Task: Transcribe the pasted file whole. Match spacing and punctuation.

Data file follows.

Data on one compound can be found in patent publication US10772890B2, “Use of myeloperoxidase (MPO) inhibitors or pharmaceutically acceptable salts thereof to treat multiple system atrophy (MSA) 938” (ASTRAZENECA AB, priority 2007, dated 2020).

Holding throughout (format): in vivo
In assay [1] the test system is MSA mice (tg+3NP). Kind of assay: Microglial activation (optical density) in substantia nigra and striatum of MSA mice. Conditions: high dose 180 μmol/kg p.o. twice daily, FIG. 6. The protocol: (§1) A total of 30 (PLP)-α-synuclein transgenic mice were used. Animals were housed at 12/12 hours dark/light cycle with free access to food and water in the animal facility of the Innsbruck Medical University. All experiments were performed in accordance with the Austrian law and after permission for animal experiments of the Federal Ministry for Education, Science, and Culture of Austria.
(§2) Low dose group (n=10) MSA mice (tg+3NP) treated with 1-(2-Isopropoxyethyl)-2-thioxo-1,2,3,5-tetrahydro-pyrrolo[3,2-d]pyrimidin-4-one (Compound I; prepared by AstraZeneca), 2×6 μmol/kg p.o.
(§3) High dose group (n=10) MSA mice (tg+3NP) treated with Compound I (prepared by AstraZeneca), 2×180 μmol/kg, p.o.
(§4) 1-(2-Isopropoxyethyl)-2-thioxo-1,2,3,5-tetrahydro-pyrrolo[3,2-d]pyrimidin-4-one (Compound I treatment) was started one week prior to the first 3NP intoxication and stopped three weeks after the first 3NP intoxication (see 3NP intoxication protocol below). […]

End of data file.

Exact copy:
Data on one compound can be found in patent publication US10772890B2, “Use of myeloperoxidase (MPO) inhibitors or pharmaceutically acceptable salts thereof to treat multiple system atrophy (MSA) 938” (ASTRAZENECA AB, priority 2007, dated 2020).

Holding throughout (format): in vivo
In assay [1] the test system is MSA mice (tg+3NP). Kind of assay: Microglial activation (optical density) in substantia nigra and striatum of MSA mice. Conditions: high dose 180 μmol/kg p.o. twice daily, FIG. 6. The protocol: (§1) A total of 30 (PLP)-α-synuclein transgenic mice were used. Animals were housed at 12/12 hours dark/light cycle with free access to food and water in the animal facility of the Innsbruck Medical University. All experiments were performed in accordance with the Austrian law and after permission for animal experiments of the Federal Ministry for Education, Science, and Culture of Austria.
(§2) Low dose group (n=10) MSA mice (tg+3NP) treated with 1-(2-Isopropoxyethyl)-2-thioxo-1,2,3,5-tetrahydro-pyrrolo[3,2-d]pyrimidin-4-one (Compound I; prepared by AstraZeneca), 2×6 μmol/kg p.o.
(§3) High dose group (n=10) MSA mice (tg+3NP) treated with Compound I (prepared by AstraZeneca), 2×180 μmol/kg, p.o.
(§4) 1-(2-Isopropoxyethyl)-2-thioxo-1,2,3,5-tetrahydro-pyrrolo[3,2-d]pyrimidin-4-one (Compound I treatment) was started one week prior to the first 3NP intoxication and stopped three weeks after the first 3NP intoxication (see 3NP intoxication protocol below). […]